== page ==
Aspect-Oriented Programming and Lisp

Written by on November 13, 2015 in LISP, Programming with 0 Comments

Aspect-oriented programming (AOP) is a popular approach to handle cross-cutting concerns in an application. Common examples of cross-cutting functionality are Logging, Error Handling and Transaction Management.

AspectJ is the original AOP extension created for Java in 2001. AOP extensions have been developed for some other languages also.

There are many good books and online resources on AOP, so I won’t go into that part.

One of the aspects in AOP is an advice that allows code to be executed before, after or around a join point. Similar feature has been in Lisp for a long time. As part of the standard method combination, Common Lisp supports the definition of the primary method and :before, :after and :around auxiliary methods.

In this post, let us look at a simple class hierarchy involving vehicles. We define a Car class and a Truck class, both inheriting from a Vehicle class. There is a primary print-info method defined on the Vehicle class. This is the method that is normally invoked on any type of vehicle, since there is no specialisation of the method for Car or Truck. We can define such specialisations (for example, on Car) if we want.

Lisp Method Combination

Lisp Method Combination

Notice that in addition to the primary method, we have defined a few auxiliary methods, identified by the keywords :before, :after, and :around. The :before methods will be called before the primary method executes and the :after methods will be called after the primary method is executed. When many methods are applicable, the most applicable method will be invoked first, followed by the next applicable method, and so on.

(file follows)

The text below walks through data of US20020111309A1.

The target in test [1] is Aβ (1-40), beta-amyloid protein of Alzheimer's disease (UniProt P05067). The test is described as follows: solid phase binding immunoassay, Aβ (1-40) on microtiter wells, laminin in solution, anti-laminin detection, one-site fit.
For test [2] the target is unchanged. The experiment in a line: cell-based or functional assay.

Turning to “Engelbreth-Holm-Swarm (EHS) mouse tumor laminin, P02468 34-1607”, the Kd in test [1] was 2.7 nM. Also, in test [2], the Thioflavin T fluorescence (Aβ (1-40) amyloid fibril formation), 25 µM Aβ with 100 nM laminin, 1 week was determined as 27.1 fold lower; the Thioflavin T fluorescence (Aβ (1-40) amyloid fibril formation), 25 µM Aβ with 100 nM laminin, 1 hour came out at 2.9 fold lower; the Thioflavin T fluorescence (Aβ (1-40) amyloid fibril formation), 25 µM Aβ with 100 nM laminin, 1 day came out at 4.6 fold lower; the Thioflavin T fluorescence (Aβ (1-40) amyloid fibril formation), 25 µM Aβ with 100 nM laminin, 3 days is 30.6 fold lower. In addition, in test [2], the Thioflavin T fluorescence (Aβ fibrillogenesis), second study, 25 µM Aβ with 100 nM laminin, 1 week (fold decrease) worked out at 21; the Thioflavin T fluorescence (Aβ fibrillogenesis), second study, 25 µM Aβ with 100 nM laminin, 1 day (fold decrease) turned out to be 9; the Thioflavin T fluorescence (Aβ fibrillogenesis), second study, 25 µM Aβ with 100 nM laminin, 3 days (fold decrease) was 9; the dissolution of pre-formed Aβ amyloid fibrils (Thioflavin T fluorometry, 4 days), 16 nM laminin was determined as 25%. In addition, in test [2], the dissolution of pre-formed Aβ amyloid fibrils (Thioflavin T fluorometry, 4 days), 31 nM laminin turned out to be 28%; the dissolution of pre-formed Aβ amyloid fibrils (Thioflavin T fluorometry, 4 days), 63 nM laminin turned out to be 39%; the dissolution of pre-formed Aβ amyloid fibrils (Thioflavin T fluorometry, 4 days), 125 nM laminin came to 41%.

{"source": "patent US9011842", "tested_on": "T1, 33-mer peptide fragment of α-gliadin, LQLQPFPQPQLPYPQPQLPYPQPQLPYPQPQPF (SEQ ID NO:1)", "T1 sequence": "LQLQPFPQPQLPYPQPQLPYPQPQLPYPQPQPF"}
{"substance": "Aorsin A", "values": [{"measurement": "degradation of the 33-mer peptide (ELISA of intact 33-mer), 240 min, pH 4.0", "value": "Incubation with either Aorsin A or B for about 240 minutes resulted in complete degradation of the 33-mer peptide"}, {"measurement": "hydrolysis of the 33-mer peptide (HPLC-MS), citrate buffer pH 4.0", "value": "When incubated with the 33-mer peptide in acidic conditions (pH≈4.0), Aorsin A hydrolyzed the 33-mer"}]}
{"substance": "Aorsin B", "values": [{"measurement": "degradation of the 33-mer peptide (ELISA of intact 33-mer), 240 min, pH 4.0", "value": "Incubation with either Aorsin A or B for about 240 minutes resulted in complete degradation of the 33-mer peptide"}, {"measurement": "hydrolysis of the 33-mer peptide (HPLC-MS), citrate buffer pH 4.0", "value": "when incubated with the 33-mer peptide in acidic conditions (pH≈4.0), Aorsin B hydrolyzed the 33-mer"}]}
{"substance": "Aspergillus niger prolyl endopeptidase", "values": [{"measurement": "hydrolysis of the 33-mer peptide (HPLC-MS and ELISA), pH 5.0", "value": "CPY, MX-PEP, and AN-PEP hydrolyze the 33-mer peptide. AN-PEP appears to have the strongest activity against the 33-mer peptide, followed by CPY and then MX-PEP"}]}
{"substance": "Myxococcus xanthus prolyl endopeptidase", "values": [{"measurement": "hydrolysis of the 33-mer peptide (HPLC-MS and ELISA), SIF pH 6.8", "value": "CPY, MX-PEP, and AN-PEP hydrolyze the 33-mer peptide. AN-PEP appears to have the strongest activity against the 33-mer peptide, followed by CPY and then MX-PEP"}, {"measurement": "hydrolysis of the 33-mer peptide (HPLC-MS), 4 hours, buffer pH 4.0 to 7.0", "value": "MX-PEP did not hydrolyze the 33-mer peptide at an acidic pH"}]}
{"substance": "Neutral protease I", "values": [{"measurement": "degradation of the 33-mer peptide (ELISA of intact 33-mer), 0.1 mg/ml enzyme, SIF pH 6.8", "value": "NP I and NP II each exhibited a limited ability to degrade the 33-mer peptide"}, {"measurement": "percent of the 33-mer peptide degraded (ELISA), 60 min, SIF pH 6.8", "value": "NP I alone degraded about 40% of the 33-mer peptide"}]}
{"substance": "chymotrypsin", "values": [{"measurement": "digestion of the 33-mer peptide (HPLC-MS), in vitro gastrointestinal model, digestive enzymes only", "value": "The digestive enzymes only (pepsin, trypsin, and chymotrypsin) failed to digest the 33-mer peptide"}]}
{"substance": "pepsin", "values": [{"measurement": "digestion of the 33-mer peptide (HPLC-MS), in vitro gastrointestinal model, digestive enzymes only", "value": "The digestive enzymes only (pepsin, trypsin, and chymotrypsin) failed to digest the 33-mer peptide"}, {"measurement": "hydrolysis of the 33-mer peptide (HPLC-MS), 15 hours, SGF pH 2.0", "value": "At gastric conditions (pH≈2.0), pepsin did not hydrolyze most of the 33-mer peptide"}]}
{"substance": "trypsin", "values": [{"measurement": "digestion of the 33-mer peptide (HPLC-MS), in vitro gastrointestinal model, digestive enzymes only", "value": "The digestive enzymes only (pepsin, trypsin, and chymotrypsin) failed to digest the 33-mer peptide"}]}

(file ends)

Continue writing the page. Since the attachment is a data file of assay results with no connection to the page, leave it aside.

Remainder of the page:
The :around method is treated differently. It will be called before any other auxiliary method and before the primary method. It can choose to return directly without passing control to the other methods. Or, it can trigger the conventional chain of calls by invoking a special method call-next-method. This will result in calls to the :before methods, followed by the primary method, and then the :after methods.

Checking Method Combination

Checking Method Combination

For the sake of this example, since our focus is on AOP, I have greatly simplified my description of the standard method combination model in Lisp. Interested readers should go through the Common Lisp Reference Manual, or another good resource (see my earlier blog for a good list of reading materials).

The example Lisp code can be downloaded here.

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